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    Home > Food News > Food Articles > Professor Mingfu Wang of the University of Hong Kong and Associate Professor Zhao Moon, Shanghai Ocean University: Antioxidant effects and chemical changes of quercetin in fish oil: quercetin is opposite to fatty acids

    Professor Mingfu Wang of the University of Hong Kong and Associate Professor Zhao Moon, Shanghai Ocean University: Antioxidant effects and chemical changes of quercetin in fish oil: quercetin is opposite to fatty acids

    • Last Update: 2021-02-24
    • Source: Internet
    • Author: User
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    Professor Wang Mingfu of the University of Hong Kong and Associate Professor Zhao Moon of Shanghai Ocean University, among others, published a research paper online at
    Journal of Agricultural and Food Chemistry
    (IF-4.192, Division I of the Chinese Academy of Sciences). The study explores chemical changes and changes in antioxidant activity in the process of inhibiting oxidation of fish oil. The first author is Liu Shaojun, a master's student at Shanghai Ocean University, and the correspondents are Professor Wang Mingfu and Associate Professor Zhao Moon.
    fish oil
    is rich in omega-3 polyunsaturated fatty acids such as 20 carbon quyrenic acid (EPA) and 22 carbon hetoleic acid (DHA). Epidemiological studies have shown that omega-3 polyunsaturated fatty acids have functional activities such as improving vision, promoting brain and neurodevelopment in infants and young children, preventing and reducing heart disease, anti-inflammatory and anti-allergy. However, fish oil in the processing and storage process, under the influence of oxygen, light, high temperature and metal ions are very easy to oxidize, the production of aldehyde, ketones and other active carboxyl compounds (RCS), affecting food quality, endangering human health. Adding antioxidants, especially natural phenolic antioxidants, is considered one of the effective ways to prevent and delay oil oxidation. However, polyphenols inhibit oil oxidation while also participating in different stages of lipid oxidation reactions, resulting in the loss of polyphenols, chemical structure changes and changes in antioxidant activity. In this paper, the polyphenols, which are widely found in ingredients, are studied, and their antioxidant effect on fish oil, as well as its inhibition of oil oxidation at the same time its own chemical changes and antioxidant activity changes. The results provide theoretical basis for the use of dietary polyphenols to control oil oxidation and provide technical support for the protection of oil and fat food safety.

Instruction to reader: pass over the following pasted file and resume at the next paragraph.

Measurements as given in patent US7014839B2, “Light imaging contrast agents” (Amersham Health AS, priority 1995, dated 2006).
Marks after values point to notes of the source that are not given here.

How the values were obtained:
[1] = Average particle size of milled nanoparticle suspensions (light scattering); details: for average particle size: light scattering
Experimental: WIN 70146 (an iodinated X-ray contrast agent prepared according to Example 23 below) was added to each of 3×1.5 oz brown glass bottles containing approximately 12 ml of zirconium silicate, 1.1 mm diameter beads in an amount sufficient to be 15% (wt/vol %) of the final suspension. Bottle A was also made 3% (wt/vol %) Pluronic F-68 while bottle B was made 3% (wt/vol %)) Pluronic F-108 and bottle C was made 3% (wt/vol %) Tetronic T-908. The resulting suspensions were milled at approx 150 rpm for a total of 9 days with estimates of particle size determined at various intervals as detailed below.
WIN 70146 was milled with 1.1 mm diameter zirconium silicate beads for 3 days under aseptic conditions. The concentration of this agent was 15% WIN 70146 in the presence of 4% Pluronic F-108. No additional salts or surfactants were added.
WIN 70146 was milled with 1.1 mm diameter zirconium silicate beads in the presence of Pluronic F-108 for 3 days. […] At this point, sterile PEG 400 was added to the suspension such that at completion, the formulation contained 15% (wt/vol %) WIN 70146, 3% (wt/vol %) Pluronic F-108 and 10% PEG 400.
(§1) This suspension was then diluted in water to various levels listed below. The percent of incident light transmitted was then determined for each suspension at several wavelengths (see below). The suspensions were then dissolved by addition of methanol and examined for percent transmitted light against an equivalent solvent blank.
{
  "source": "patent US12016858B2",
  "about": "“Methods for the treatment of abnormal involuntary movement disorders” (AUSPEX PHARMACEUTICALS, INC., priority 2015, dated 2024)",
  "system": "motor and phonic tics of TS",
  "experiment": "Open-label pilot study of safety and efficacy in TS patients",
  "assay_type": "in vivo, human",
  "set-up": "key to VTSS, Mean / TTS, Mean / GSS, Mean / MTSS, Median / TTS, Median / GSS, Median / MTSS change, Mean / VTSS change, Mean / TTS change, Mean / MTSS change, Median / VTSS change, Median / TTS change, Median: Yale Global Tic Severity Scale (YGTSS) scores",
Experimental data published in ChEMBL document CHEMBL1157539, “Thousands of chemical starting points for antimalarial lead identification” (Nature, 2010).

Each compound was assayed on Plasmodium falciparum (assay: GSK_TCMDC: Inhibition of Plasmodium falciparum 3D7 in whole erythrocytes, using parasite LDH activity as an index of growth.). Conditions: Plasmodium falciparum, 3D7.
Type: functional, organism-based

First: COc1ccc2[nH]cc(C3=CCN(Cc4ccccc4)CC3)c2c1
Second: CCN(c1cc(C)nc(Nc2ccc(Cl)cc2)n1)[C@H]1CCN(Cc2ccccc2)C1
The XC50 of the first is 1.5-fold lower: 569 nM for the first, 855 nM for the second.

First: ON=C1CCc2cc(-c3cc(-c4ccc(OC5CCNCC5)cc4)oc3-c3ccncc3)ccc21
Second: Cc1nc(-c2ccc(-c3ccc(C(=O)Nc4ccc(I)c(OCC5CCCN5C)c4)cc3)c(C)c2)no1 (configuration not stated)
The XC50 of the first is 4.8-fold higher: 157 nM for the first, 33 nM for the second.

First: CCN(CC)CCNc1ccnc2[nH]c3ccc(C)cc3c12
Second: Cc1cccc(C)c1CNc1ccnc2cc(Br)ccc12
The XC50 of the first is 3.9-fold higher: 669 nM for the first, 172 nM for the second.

Results and Discussion
    1. The antioxidant activity of quercetin in the process of accelerated oxidation of fish oil
    First, the effect of quercetin on RCS formation and fatty acid composition in fish oil under accelerated oxidation conditions was studied. The accelerated oxidation system of fish oil is as follows: the control group is fish oil, the treatment group is fish oil and quercetin (200mg/kg fish oil), the heating temperature is 60 oC, the heating time is 0-5d. Using SPME-GC/MS, GC-FID analysis of changes in RCS content and fatty acid composition in fish oil, it was found that quercetin significantly inhibited the formation of RCS in fish oil, but with the extension of heating time, the inhibition rate decreased from 46.73% to 33.29% (Table 1). In addition, quercetin significantly inhibits oxidation and degradation of fatty acids in fish oil, but inhibition is also reduced with the extension of heating time (Table 2). This suggests that quercetin may have been converted into a less antioxidant-active quercetin derivative.
    2. Chemical changes of quercetin during accelerated oxidation of fish oil
    HPLC analysis found that during the accelerated oxidation process, the content of quercetin in fish oil decreased (Figure 1), while the decrease in quercetin was accompanied by the formation of two major new substances (Figure 2A). The two new substances were purified by semi-preparation HPLC separation, and ESI-MS analysis showed that the molecular weights of the two new substances were 586 and 612 (Figures 2B, 2C, respectively), which may be hydroxyl of quercetin C-rings reacting with EPA and DHA and losing a molecule of water. To further confirm the structure of these quercetin derivatives and clarify the formation mechanism of these derivatives, we chemically synthesized the two new substances and used MS and NMR to personalize the structure, which are quercetin-3-O-Twenty carbon quercetones and quercetin-3-O-twenty-two carbon heptonates, the HPLC retention time and MS map of these synthetic compounds are the same as the compounds we isolated from the fish oil that added quercetin. Based on the chemical structure of these two new substances, we deduced that quercetin reacted with EPA and DHA to convert into a less antioxidant-active quercetin fatty acid ester derivative (Figure 3), so that the antioxidant activity of quercetin decreased gradually as the heating time increased. Other newly generated substances may be the addition of quercetin and RCS, and due to their small content, we do not separate purification and structural features.
    3. The formation law of quercetin derivatives during the accelerated oxidation process of fish oil